Where Tech CEOs Went To College: Musk, Bezos, Gates & More

Written by Beth Hering
Published on January 20, 2023 · Updated on January 20, 2023

Where Tech CEOs Went To College: Musk, Bezos, Gates & More

Written by Beth Hering
Published on January 20, 2023 · Updated on January 20, 2023

Ever wonder where the nation’s top tech industry execs went to school? Did they grace the hallowed halls of the Ivy League or attend a public college in their home state? Did they earn multiple degrees or drop out before even finishing their first? Let’s take a look:

  1. Elon Musk – CEO of Tesla

College: University of Pennsylvania, 1997

Degrees: Bachelor’s Degrees in Physics and Economics

Elon Musk Wikipedia Headshot

Photo credit: Wikipedia

Some people would give an arm and a leg to be accepted into a doctoral program at Stanford University. Musk decided to leave the prestigious institution two days into his PhD, studies because he felt that the Internet had much more potential to change society than work in physics.

Charting his own course is a constant thread in the life of South Africa-born Musk. At age 17, he moved to Canada in part to avoid compulsory military service in the apartheid-era army. He briefly attended Queen’s University in Kingston, Ontario, before transferring to UPenn.

An entrepreneur since age 12 when he created a video game and sold it to a computer magazine, Musk has gone on to increasingly successful ventures – including founding the online financial services company X.com, which later became PayPal. Bloomberg Billionaires Index puts Musk’s net worth at $130 billion. Today, he is best known for these business ventures:

  • Chief executive of Tesla, which sells electric vehicles and home solar batteries
  • Chief executive of the rocket manufacturer SpaceX
  • Owner of the social networking company Twitter
  1. Jeff Bezos – former CEO of Amazon

College: Princeton University, 1986

Degrees: Bachelor’s Degrees in Electrical Engineering and Computer Science 

Jeff Bezos Wikipedia headshot

Photo credit: Wikipedia

Eight years after college, this summa cum laude once again had books on his mind – selling them, that is. With the range of products offered by the retailer today, it is hard to remember back to 1994 when Bezos began Amazon as a place to sell books online.

Not that Bezos had a clear plan from the moment he journeyed from his Ivy League alma mater. Like many new graduates, he did some job hopping. Eventually, he joined the New York investment bank D.C. Shaw & Co. in 1990. Bezos soon became the firm’s youngest senior vice president. His main duty: examining the investment possibilities of the Internet.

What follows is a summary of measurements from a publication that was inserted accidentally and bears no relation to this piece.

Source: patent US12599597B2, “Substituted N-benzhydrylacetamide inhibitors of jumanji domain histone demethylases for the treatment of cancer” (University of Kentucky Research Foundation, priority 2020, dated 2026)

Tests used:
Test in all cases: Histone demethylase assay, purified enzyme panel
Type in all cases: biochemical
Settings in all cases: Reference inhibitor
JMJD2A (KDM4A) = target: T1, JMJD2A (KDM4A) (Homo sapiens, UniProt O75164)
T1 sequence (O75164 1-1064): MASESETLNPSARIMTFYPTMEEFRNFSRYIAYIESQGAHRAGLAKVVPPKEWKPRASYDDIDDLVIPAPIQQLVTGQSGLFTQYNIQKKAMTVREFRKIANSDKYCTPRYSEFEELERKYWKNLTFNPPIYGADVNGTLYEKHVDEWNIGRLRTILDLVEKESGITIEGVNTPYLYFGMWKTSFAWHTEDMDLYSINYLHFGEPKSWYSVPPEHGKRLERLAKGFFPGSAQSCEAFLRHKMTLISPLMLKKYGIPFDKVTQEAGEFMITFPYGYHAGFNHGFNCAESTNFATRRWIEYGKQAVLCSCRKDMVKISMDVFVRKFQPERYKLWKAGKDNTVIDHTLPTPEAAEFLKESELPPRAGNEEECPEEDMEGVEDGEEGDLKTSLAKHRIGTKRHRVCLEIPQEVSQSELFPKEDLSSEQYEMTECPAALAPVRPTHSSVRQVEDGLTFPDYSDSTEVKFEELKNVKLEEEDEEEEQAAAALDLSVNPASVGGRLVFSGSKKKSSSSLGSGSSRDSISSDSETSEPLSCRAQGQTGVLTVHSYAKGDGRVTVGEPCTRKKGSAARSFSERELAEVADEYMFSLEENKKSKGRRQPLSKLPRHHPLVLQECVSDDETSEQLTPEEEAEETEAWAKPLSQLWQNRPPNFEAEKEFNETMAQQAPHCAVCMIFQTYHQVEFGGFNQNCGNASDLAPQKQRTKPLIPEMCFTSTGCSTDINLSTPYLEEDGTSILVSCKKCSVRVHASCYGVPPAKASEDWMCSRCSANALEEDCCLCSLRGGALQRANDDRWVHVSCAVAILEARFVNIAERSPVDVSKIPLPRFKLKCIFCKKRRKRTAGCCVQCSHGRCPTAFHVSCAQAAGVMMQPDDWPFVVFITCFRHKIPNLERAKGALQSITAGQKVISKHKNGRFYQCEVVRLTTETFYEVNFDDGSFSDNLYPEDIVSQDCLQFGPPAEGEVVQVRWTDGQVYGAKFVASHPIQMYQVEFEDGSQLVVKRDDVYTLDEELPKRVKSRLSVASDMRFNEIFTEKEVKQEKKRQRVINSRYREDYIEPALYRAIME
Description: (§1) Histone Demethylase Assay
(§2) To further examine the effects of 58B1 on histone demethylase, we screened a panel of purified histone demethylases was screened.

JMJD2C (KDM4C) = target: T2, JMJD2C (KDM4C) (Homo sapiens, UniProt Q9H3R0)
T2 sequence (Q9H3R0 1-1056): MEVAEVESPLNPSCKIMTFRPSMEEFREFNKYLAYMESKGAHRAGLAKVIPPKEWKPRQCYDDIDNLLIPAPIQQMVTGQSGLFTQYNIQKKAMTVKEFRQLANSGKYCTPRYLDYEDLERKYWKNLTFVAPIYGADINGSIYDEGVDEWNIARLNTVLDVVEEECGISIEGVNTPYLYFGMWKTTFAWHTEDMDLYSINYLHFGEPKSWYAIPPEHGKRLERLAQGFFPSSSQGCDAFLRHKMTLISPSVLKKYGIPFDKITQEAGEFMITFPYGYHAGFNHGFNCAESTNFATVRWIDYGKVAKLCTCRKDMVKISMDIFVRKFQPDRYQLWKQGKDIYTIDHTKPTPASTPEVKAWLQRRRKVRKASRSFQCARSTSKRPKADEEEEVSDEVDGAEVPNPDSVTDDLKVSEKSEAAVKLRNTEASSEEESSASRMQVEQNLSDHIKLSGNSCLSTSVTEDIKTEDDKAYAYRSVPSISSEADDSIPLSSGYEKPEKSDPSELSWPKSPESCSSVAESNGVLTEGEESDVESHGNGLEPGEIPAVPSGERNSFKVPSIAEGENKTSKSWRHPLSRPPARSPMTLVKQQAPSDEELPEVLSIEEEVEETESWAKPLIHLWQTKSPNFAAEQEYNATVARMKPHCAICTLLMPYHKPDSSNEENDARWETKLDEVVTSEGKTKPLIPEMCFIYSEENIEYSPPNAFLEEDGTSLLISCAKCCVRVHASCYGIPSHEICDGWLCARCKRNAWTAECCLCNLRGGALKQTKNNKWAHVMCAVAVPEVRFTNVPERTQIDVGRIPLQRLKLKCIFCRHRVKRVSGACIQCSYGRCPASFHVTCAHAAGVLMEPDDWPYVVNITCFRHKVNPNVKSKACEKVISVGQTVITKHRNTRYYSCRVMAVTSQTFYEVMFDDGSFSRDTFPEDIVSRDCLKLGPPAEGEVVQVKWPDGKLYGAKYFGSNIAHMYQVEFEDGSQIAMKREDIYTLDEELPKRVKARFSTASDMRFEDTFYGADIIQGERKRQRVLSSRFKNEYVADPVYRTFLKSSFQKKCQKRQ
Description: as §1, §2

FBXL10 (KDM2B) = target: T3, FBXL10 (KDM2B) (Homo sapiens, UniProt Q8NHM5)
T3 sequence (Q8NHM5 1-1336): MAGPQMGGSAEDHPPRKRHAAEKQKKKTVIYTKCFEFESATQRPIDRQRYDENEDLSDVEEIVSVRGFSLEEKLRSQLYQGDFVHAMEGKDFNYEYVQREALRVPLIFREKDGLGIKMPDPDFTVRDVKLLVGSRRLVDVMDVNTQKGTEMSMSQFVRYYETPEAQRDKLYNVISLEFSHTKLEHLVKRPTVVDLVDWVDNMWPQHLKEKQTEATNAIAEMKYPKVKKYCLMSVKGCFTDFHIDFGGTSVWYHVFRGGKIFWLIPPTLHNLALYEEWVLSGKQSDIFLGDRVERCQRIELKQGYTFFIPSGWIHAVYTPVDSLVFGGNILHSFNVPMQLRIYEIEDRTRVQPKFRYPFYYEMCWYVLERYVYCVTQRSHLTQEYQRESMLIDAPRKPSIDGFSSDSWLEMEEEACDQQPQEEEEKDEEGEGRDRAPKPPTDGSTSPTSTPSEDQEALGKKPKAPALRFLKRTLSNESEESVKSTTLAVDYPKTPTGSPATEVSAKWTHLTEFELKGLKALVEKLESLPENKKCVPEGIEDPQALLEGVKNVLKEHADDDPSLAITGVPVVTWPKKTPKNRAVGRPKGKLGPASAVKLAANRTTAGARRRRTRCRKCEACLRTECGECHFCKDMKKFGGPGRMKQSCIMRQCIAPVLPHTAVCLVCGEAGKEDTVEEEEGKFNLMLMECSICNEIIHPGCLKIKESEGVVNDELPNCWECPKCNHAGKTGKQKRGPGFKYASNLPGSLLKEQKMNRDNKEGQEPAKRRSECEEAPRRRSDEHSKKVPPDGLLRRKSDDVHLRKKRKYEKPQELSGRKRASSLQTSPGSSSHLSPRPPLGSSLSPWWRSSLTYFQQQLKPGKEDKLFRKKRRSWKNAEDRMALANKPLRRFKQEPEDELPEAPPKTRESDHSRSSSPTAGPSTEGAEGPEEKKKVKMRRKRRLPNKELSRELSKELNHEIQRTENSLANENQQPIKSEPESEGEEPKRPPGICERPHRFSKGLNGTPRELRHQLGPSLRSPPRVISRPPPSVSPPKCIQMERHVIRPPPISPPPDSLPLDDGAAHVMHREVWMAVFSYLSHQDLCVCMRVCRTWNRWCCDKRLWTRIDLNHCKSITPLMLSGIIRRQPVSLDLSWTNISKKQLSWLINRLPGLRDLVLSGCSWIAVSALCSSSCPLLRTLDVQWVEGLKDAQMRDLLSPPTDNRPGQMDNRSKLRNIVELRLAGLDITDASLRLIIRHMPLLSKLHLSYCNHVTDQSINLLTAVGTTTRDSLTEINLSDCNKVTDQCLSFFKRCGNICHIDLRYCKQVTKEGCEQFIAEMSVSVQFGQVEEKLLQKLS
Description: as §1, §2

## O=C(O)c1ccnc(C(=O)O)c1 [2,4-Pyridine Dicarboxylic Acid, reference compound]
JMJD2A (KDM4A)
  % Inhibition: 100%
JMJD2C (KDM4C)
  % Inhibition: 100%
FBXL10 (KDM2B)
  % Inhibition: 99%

Though he stepped down as CEO of Amazon in 2021, Bezos still owns about 10% of the retail giant. He also owns the space exploration company Blue Origin and the Washington Post newspaper. His net worth is $110 billion, per Bloomberg Billionaires Index.

  1. Bill Gates – former CEO of Microsoft

College: Attended Harvard University but did not graduate

Degrees: N/A

Bill Gates Wikipedia Headshot

Photo credit: Wikipedia

When telling your parents you are leaving Harvard University two semesters shy of graduating, you better present a very good reason. Building the basis for what would eventually become Microsoft might qualify.

With a 1590 out of 1600 on his SATs, others already knew Gates was quite bright. (Princeton and Yale had accepted him too.) And his penchant for computers should not have come as a surprise, as he wrote his first software program at age 13 while a student at the elite Lakeside School in Seattle. A buddy from there, Paul Allen, convinced Gates – a pre-law student fascinated with applied math – to help him develop software for the first microcomputers. One success led to another.

Today, Gates has a total net worth of $109 billion per Bloomberg Billionaires Index. He stepped down as Microsoft’s CEO in 2000 in order to focus on global philanthropy, and he is a recipient of the Presidential Medal of Freedom. Perhaps equally important, Gates received an honorary degree from Harvard, beginning his acceptance speech with the words, “I’ve been waiting more than 30 years to say this: Dad, I always told you I’d come back and get my degree.”